Retirement At 70? The British Government Postpones Old Age:

There’s a birthday card in a south-west London newsagent which states that “Old is when you are cautioned to slow down by your doctor, not by the police”. A second one asks: “Another year older? (Never mind): One year is nothing. It’s when you put them all together, that’s the problem”. Similar greetings can be found in shops all over the UK. The slightly self-deprecating British sense of humour is ideal (so it is said) for coping with life’s many tribulations – such as losing to Germany 4-1, Andy Murray being knocked out of Wimbledon and the country’s precarious economic situation . A comprehensive survey by the HSBC Banking Group into global attitudes to ageing has revealed that the British are, moreoever,  unusually upbeat and optimistic about life after retirement: 82% of them regard it as a “time for happiness, and self-sufficiency” compared to the global average of just 62%.  The Swedes, Canadians and Americans also look forward to stopping work and having their favourite leisure pursuits funded by their pension schemes. The French, though, worry about retirement and more than a quarter of Russians gloomily consider it “ the beginning of the end”. According to HSBC, Indians, Chinese and Brazilians (but not the British) expect to receive “significant support” from their families at this stage of their lives.

A majority of Mexicans (85%) and an “unusually large proportion of their country’s large private companies (87%)” believe employees should be allowed to stay in their jobs for as long as they are willing and able and over 50% of them do exactly that – as a way of keeping physically active and providing themselves with continuing financial stability. This puts them well ahead of the United Kingdom, where the Default Retirement Age (DRA) still allows bosses to sack their employees at 65 without giving a reason or making a severance payment  – much to the disapproval of the Equality & Human Rights Commission and the “Simply Business” organization, both of whom consider that the DRA devalues the contribution of older workers . This view coincides entirely with the policy of the new British Coalition Government. The Secretary Of State for Work & Pensions, Ian Duncan Smith, has announced that he intends to abolish the DRA and also to raise the state pension age for men from 65 to 66 as from 2016 and to 68 by 2046. For women it will be increased to 66 by 2024.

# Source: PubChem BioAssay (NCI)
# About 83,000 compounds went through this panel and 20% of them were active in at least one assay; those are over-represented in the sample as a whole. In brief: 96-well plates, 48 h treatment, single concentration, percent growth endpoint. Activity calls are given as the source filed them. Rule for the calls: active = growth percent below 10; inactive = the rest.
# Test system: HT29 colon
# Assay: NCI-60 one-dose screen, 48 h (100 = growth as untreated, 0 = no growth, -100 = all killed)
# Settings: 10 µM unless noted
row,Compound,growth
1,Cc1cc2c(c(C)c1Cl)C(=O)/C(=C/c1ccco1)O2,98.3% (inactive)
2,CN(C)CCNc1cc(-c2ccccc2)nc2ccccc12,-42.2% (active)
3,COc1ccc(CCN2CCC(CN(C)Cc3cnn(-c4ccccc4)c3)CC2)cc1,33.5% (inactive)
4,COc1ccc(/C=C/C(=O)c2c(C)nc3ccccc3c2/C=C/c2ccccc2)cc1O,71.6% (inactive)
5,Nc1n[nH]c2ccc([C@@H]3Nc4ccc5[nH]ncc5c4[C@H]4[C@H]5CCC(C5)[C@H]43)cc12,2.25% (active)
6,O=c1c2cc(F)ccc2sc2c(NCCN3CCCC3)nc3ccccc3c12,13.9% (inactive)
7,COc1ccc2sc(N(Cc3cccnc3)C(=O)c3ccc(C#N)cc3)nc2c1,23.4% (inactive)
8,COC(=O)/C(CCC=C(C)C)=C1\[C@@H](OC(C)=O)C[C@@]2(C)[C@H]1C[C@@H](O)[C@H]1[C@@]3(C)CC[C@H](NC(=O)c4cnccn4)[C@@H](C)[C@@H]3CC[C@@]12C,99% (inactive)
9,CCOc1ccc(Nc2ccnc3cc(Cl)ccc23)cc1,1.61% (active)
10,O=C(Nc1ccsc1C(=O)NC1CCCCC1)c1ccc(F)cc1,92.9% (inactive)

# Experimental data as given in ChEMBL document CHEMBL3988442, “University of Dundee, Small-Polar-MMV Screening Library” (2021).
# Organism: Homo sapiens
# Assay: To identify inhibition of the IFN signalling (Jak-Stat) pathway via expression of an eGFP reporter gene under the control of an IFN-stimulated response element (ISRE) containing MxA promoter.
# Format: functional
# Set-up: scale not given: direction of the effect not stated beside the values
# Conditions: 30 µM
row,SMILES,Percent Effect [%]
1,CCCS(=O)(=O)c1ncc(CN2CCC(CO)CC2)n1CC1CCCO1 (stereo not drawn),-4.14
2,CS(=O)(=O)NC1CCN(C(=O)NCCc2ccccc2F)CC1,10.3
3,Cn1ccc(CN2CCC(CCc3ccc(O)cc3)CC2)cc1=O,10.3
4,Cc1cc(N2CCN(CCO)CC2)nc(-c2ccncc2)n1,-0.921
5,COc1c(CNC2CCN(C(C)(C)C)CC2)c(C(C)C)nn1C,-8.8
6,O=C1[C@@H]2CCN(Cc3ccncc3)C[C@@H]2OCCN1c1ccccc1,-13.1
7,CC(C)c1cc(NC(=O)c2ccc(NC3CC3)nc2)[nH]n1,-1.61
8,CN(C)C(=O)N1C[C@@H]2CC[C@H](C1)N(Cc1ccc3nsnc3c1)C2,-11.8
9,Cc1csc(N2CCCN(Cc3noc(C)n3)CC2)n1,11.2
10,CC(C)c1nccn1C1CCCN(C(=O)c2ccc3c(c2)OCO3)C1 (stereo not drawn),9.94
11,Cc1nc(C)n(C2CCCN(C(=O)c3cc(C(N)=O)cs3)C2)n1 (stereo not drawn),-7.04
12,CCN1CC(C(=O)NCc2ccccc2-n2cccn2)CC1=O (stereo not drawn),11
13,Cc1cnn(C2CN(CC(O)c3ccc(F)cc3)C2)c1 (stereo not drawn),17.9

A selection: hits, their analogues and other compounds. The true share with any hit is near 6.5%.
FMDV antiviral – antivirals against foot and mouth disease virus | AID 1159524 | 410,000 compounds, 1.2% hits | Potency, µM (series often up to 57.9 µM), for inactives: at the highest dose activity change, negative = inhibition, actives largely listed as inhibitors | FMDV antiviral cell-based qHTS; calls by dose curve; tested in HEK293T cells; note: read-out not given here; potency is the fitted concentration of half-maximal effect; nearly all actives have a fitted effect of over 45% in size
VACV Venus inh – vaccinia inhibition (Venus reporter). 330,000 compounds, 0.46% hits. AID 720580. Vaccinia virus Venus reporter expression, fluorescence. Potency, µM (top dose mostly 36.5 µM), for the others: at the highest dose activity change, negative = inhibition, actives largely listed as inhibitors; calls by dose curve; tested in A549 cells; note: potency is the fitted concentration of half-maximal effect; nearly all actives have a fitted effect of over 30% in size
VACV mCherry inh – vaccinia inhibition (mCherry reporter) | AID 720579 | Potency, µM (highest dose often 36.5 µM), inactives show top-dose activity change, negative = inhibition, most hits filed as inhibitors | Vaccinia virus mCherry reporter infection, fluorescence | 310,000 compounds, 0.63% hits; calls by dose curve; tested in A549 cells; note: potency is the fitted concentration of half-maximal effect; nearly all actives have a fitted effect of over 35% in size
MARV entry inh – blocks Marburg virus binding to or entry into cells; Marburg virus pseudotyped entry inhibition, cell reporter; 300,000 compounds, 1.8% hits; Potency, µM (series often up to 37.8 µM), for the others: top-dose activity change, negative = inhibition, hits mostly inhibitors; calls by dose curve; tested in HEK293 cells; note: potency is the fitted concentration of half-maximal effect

This “ short timescale” has been described by the TUC (Trades Union Congress) General Secretary, Brendon Barber, as being motivated mainly by a determination to implement rapid public spending cuts. It will, he declared, affect the poor far more than the rich. The Labour Opposition claim that it will impact unfairly on workers in their fifties who are approaching the current retirement age but don’t now have sufficient time to adjust their plans .The “Age UK” charity feels that the Government should first “create a much fairer job market for older people”. Other critics have denounced these measures as a form of “class war” which will oblige pensioners to “work till they drop”. Chris Ball, Chief Executive of the ‘Age & Employment Network’ (TAEN) has commented that the new system “ is going to be absolute hell” for someone who has knee injuries, back pain and a frozen shoulder as a result of working on building sites for 30 years and “has no prospect of moving into a different job”.The reality is – as pointed out in a recent “Guardian” newspaper article  – that these changes reflect what is happening across much of Europe. Increased life expectancy has caused “an explosion in the numbers of people living in retirement. By 2030,there will be 45 million more pensioners in the EU (European Union)”.  Germany and Denmark will be raising their official Retirement Age (RA) to 67 by the 2020’s. Likewise Holland, where demonstrations took place in 40 Dutch towns and cities last October in protest. It is already 67 in Iceland , Spain ( recently) & Norway  and will be in Australia by 2023. The RA is currently 60 ( for men) and 58 (women) in Turkey but will rise to 65 for both by 2031. There has been no indication ( so far) of imminent RA modifications in Portugal (65), Switzerland ( men: 65; women 64), Sweden (61), Poland ( men: 65; women 60), Luxembourg (65), Belgium (65), Finland (63) or New Zealand (65). In Japan and Korea it will go up from 60 to 65 over the next twenty years, in the USA from 66 to 67.

There is growing unrest in Italy at the Government’s proposals to alter the RA for women civil servants from 61 to 65 by 2012 to align with the men. Greece is currently in turmoil over the austerity programme insisted on by the IMF (International Monetary Fund) whereby pensions will be substantially reduced and the RA will go up from 61 to 63 by 2015. The French have also taken to the streets ( in a nationwide strike on June 24th organised by the country’s six main unions) to protect “their right to stop working at 60”. President Nicholas Sarkozy wants to put it up to 62 and (say Agence France-Presse) he is determined not to back down on this issue. Meanwhile, in the UK, where the average life expectancy is now 77.4 for men and 81.6 for women, it is conceivable  that eligibility for a state pension could eventually be revised upwards again to 70. This will have contradictory implications for Britain’s younger generation: They won’t have to support an ageing population – but their work and promotion prospects will be blocked by the ‘oldies’ hanging onto their jobs for as long as possible.

Filed under: Politics, Society | Posted on July 7th, 2010 by Colin D Gordon

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